Phonetic And Graphic Arts

The Siouan stock is defined by linguistic characters. The several tribes

and larger and smaller groups speak dialects so closely related as to

imply occasional or habitual association, and hence to indicate community

in interests and affinity in development; and while the arts (reflecting

as they did the varying environment of a wide territorial range) were

diversified, the similarity in language was, as is usual, accompanied by
similarity in institutions and beliefs. Nearly all of the known dialects

are eminently vocalic, and the tongues of the plains, which have been most

extensively studied, are notably melodious; thus the leading languages of

the group display moderately high phonetic development. In grammatic

structure the better-known dialects are not so well developed; the

structure is complex, chiefly through the large use of inflection, though

agglutination sometimes occurs. In some cases the germ of organization is

found in fairly definite juxtaposition or placement. The vocabulary is

moderately rich, and of course represents the daily needs of a primitive

people, their surroundings, their avocations, and their thoughts, while

expressing little of the richer ideation of cultured cosmopolites. On the

whole, the speech of the Siouan stock may be said to have been fairly

developed, and may, with the Algonquian, Iroquoian, and Shoshonean, be

regarded as typical for the portion of North America lying north of

Mexico. Fortunately it has been extensively studied by Riggs, Hale,

Dorsey, and several others, including distinguished representatives of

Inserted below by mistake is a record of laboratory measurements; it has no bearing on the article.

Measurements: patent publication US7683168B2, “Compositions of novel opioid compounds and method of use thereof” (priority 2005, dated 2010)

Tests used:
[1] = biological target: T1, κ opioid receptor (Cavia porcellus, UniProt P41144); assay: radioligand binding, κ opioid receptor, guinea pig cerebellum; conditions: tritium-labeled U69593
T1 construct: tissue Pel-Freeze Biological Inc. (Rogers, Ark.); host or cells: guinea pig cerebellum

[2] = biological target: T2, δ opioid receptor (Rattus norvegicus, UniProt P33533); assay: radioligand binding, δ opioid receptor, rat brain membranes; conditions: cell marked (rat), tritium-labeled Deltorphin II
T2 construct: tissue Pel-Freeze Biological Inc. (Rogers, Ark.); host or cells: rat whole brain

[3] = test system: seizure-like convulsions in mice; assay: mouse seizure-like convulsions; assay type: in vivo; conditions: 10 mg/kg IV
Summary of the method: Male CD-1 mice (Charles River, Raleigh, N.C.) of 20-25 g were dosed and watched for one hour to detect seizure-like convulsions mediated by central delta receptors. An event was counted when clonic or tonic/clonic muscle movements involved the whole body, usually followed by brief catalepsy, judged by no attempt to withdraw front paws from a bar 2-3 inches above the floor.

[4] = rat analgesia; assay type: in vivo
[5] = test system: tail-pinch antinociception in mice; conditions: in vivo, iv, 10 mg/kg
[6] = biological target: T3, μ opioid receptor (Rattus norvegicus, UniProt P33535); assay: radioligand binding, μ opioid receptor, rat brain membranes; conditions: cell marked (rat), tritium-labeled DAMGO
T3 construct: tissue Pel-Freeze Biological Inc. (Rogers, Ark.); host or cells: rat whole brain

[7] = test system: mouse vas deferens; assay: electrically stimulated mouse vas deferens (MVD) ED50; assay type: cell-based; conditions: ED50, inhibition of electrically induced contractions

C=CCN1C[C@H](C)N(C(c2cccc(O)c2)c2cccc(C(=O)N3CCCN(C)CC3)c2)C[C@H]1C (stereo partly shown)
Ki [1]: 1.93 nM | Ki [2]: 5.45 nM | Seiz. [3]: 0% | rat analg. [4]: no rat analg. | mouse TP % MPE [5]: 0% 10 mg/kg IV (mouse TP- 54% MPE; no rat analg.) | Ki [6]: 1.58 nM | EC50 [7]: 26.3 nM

some of the tribes, and is thus accessible to students. The high phonetic

development of the Siouan tongues reflects the needs and records the

history of the hunter and warrior tribes, whose phonetic symbols were

necessarily so differentiated as to be intelligible in whisper, oratory,

and war cry, as well as in ordinary converse, while the complex structure

is in harmony with the elaborate social organization and ritual of the

Siouan people.

Many of the Siouan Indians were adepts in the sign language; indeed, this

mode of conveying intelligence attained perhaps its highest development

among some of the tribes of this stock, who, with other plains Indians,

developed pantomime and gesture into a surprisingly perfect art of

expression adapted to the needs of huntsmen and warriors.

Most of the tribes were fairly proficient in pictography; totemic and

other designs were inscribed on bark and wood, painted on skins, wrought

into domestic wares, and sometimes carved on rocks. Jonathan Carver gives

an example of picture-writing on a tree, in charcoal mixed with bear's

grease, designed to convey information from the Chipe'ways (Algonquian)

to the Naudowessies,(22) and other instances of intertribal

communication by means of pictography are on record. Personal decoration

was common, and was largely symbolic; the face and body were painted in

distinctive ways when going on the warpath, in organizing the hunt, in

mourning the dead, in celebrating the victory, and in performing various

ceremonials. Scarification and maiming were practiced by some of the

tribes, always in a symbolic way. Among the Mandan and Hidatsa scars were

produced in cruel ceremonials originally connected with war and hunting,

and served as enduring witnesses of courage and fortitude. Symbolic

tattooing was fairly common among the westernmost tribes. Eagle and other

feathers were worn as insignia of rank and for other symbolic purposes,